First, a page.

The accident on Panjtarni has deprived the Himalayan Club of two keen and active mountaineers.
Charles Felix Stoehr was born on the 13th January 1886. After being educated at Repton and the Royal Military Academy, Woolwich, where he was an Under Officer, he was commissioned in the Corps of Royal Engineers at the age of eighteen. He came to India early in his career, and served in the Military Works Services, and later in the 3rd Bombay Sappers and Miners. While with the latter corps he took part in the Mishmi operations in 1912.
When war broke out in 1914 he was in England on leave, and on his return to the East was posted to Aden. Shortly afterwards his wife was drowned on her way out to join him, when the Persia was torpedoed. When the Turks had been driven back from Aden, Stoehr returned to India and raised again the 19th Field Company (Bombay Sappers and Miners) which had been broken up to find drafts for other units. He took his company to Mesopotamia, where it joined the 15 th Division on the Euphrates. He was twice wounded. After the war was over, this company went to north-west Persia, and Stoehr became C.R.E. to 'Norperforce'. It was a time when the prodigality of war finance was allowed to run riot in the free atmosphere of peace. Stoehr steadfastly set his face against waste, regardless of public opinion. His single-minded honesty about government expenditure shone brightly in a rather irresponsible world.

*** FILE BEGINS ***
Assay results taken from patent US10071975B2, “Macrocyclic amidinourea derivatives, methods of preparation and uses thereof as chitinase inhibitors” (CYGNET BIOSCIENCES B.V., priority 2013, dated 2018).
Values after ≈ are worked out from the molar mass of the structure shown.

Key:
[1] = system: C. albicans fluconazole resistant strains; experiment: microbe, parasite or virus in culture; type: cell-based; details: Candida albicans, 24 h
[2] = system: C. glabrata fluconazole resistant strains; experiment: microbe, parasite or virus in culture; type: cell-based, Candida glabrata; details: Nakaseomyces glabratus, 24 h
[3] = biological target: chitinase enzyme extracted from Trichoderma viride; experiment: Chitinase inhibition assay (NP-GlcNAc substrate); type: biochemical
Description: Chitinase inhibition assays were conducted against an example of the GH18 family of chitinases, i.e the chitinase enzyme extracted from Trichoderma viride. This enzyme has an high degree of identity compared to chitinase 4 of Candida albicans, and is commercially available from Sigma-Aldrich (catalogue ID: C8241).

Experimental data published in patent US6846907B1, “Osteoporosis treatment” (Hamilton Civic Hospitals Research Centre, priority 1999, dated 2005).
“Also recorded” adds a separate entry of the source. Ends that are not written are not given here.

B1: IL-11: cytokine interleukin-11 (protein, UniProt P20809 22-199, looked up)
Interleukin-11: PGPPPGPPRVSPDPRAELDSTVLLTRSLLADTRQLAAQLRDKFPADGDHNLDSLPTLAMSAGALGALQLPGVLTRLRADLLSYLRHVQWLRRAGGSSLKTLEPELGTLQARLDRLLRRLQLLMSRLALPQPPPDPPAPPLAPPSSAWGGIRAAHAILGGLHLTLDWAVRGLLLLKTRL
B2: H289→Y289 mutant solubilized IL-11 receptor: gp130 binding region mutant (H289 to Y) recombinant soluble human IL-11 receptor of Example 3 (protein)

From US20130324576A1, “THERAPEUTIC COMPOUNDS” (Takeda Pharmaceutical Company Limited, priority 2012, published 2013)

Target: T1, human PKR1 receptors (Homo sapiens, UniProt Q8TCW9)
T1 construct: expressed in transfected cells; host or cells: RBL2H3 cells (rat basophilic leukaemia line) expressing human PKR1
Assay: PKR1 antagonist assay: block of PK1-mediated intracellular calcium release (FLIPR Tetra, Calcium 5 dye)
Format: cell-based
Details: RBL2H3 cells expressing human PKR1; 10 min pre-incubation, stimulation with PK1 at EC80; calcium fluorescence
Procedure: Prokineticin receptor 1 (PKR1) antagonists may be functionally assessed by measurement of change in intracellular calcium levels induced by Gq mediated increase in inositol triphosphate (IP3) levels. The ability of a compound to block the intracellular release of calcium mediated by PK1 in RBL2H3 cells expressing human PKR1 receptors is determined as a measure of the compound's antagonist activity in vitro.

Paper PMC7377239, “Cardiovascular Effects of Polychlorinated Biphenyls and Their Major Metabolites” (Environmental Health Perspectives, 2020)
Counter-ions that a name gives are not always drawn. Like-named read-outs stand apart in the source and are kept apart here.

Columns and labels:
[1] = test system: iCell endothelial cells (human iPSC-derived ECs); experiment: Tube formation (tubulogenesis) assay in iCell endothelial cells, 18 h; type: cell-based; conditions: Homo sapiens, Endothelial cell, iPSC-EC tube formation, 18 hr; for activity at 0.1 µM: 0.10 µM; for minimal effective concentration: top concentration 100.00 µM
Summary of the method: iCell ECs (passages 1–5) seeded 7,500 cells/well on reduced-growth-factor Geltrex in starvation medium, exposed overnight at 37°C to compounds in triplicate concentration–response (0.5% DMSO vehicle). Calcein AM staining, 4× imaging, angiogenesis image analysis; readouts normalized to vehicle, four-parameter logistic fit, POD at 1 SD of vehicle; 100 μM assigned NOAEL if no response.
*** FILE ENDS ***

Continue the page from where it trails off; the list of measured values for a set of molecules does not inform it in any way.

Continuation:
Though handicapped by lack of books and other means of study in this out-of-the-way district, he worked successfully for the Staff College, and obtained a vacancy at Quetta. After leaving the Staff College Stoehr served in Waziristan, where he was mentioned in dispatches and received the O.B.E. For a short time he held a Staff appointment at the War Office; this was followed by another in Malaya, after which he was appointed C.R.E. at Delhi. He was on leave from Delhi when he was killed on 12th August 1932.
Stoehr's chief hobbies were climbing and ski-ing. He was a born climber, who had improved his form by careful study. Though he could get but little practice, his courage, agility, and neatness of action, especially on rock, could not fail to impress his fellow mountaineers. But he never vaunted his skill or thrust himself into the lead unasked. His powers of endurance were very great, and he never seemed to suffer from 'off-days'. He took his ski-ing seriously and would do a 'course' of racing to improve his style, just as a keen rider to hounds schools his hunter at the beginning of the season. An indication of his ability at ski-ing was given by his fine performance in the gruelling 'Inferno' race at Murren in 1929.
The mountains which formed his favourite playground have now demanded his life. He was involved in an avalanche near Panjtarni, Kashmir, while climbing with Lieutenant D. McK. Burn. His widow (his second wife), three children, and his mother were in England at the time of his death, and the greatest sympathy is felt for them.
Felix Stoehr died a keen soldier and a fine mountaineer. Let this be remembered of him, that there was only one man in the world who was allowed to tell off his subordinates, and that was Stoehr himself. May all commanders be as loyal to their subordinates as he was.